Both tires turned from bright, commercial white, to the grit of living north of Calle Ocho. Two weeks earlier, I traded my saved cash for the red and white all-terrain scooter. It seemed logical to use it on this early morning in June to get my mom a birthday present. At eight, I knew it was two blocks west, two blocks south from the house my mom, brother, and grandparents shared in a lower middle class neighborhood in Miami. The increasingly grubby white tires bumped over unmaintained sidewalks and driveways, past the Dade County library on Calle Ocho, the carniceria, Everglades Lumber, which I found much later in life had been involved in a cartel scheme, and to the train tracks. At eight, I was trepidatious around the tracks. Even then I knew that was where the prostitutes stood each night, able to continuously cross Eighth Street each time a police car pulled up. South of Calle Ocho was Dade County police, north was City of Miami. Neither had the jurisdiction over the other and as long as the women of the night tripped their heels along the tracks, wavering between the demarcation of departments, they were free.
Continue reading “MARCH 2022”
Men I have Given a Fish
By Rachel Rodman
“What do you think?” I asked him, heart in my throat.
He gave me a wan smile. Then, leaning forward, he gave the plate that I had so carefully prepared a sniff.
“It kind of smells like fish,” he admitted.
He had enjoyed our date to the Aquarium. So, for our one-week anniversary, I wanted to go big.
Making a pilgrimage to the Sea Witch, I secured for him dominion over all the fish in the ocean.
In exchange for my soul.
As we stood on the dock, I showed him how to flutter his fingers so that, in a gesture of obeisance, a thousand fish would erupt from the water at once.
He was certainly surprised.
“Does this include the dolphins?” he asked finally.
“No,” I said.
“Oh,” he said wistfully.
Continue reading “JANUARY 2022”
By Filip Wiltgren
When Raphael was born his mother took him to church. His father, not being inclined to such things, held the boy in his lap and read him the newspaper.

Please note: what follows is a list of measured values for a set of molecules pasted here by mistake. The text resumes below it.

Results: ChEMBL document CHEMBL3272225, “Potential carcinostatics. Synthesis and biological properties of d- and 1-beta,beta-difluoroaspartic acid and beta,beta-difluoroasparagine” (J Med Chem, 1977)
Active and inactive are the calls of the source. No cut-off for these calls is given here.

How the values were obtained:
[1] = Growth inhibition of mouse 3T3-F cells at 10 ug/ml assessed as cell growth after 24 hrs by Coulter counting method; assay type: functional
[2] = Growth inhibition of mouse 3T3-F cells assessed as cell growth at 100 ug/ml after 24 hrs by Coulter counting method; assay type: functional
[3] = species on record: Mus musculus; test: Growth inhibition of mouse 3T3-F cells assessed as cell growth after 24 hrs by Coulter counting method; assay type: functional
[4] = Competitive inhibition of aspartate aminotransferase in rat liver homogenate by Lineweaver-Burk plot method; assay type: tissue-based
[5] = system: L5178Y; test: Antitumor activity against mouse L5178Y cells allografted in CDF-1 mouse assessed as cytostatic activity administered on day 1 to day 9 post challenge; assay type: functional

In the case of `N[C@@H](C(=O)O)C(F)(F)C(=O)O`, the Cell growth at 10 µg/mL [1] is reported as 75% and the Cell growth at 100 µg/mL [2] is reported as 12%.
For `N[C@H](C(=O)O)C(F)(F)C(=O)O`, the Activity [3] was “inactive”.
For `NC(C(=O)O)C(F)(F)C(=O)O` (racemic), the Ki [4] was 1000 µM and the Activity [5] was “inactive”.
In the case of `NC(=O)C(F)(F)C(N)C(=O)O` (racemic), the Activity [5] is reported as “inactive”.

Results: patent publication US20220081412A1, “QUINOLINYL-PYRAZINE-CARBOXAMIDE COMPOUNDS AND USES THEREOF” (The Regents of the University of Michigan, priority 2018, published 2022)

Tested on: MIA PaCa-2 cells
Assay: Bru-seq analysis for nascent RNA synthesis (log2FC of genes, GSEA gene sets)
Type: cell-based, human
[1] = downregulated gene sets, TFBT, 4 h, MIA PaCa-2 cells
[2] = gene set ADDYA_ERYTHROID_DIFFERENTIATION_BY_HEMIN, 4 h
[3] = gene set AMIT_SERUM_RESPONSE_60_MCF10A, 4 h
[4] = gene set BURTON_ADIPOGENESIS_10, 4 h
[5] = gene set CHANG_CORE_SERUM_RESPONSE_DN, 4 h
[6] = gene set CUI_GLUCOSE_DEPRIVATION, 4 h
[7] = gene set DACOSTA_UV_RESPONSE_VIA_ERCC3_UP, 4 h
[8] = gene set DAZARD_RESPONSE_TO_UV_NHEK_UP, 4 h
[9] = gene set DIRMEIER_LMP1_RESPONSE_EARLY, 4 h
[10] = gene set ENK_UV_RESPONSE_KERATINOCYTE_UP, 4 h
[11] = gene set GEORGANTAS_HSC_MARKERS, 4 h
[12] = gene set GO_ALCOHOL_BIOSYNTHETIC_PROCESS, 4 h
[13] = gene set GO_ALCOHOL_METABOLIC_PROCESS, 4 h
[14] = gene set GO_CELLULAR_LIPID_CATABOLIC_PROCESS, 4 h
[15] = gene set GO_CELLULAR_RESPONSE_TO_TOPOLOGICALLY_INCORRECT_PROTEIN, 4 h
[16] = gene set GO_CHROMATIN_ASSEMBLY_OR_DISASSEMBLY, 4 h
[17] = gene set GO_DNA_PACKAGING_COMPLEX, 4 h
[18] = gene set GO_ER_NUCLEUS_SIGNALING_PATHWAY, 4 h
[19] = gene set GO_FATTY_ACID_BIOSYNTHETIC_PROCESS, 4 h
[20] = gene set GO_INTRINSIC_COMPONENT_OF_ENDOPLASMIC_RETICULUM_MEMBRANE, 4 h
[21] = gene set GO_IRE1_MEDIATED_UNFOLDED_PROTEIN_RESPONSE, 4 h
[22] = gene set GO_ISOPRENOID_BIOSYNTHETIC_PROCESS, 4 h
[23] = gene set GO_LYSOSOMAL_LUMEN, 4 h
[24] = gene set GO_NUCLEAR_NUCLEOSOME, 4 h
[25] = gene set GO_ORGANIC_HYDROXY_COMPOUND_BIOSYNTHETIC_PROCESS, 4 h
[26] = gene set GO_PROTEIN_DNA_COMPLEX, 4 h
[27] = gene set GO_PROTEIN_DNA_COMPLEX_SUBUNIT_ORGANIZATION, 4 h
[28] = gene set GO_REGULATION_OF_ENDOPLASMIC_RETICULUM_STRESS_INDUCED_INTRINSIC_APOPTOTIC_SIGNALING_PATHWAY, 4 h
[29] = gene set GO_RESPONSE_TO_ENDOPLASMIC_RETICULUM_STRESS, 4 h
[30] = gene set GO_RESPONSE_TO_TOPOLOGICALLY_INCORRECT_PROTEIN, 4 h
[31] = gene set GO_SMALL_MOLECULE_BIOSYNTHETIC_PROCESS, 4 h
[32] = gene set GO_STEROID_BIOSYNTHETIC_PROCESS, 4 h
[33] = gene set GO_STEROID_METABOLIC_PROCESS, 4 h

When Raphael was five, his mother took him to choir, and his father took him to play-school.
“Such voice,” said the priest.
“Such brilliance,” said the teacher.
“It is clear he has a calling,” said the priest.
“It is clear he has a gift,” said the teacher.
And Raphael’s mother and father smiled, and congratulated themselves, and basked in the radiance of their offspring.
When Raphael was ten he was a soloist in the diocese choir, where the old, soberly dressed matrons cried at the sound of his voice and kissed his mother on both cheeks.
“He is blessed by the Lord,” they told her, and Raphael’s mother nodded and smiled.
Continue reading “SEPTEMBER 2021”
By Andrew Kozma
We found the beached humpback whale still glistening from the morning fog. It breathed hard and deep and ragged, its chest an old, moth-eaten bellows. The air wheezed between its baleen. Joe’s dog Joe Jr. sniffed the whale’s mouth and whined and jigged about, eager to get inside.
But the whale wasn’t going to die. We wouldn’t let it. We looked into its liquid, almost melting eyes and whispered comforts as we dug trenches in the sand to guide the water around its flanks and ease the whale’s flatbed of a body back into the Atlantic with the rising tide.
It took a while for the sea to reclaim the whale. We watched it the entire time. It didn’t feel right to abandon it before it could abandon us. And it watched us, too, with its alien whale-face. We were gratitudeless, but we didn’t do it for the gratitude. Joe spent half the time preventing Joe Jr. from pissing into the trenches we’d dug.
Then it was gone, slid backwards into its home, a majestic re-entrance. Joe called it pathetic, but I know he meant it in terms of pathos.
We both knew we’d never see anything so strange and unnerving again.
Continue reading “ISSUE 30: JUNE 2021”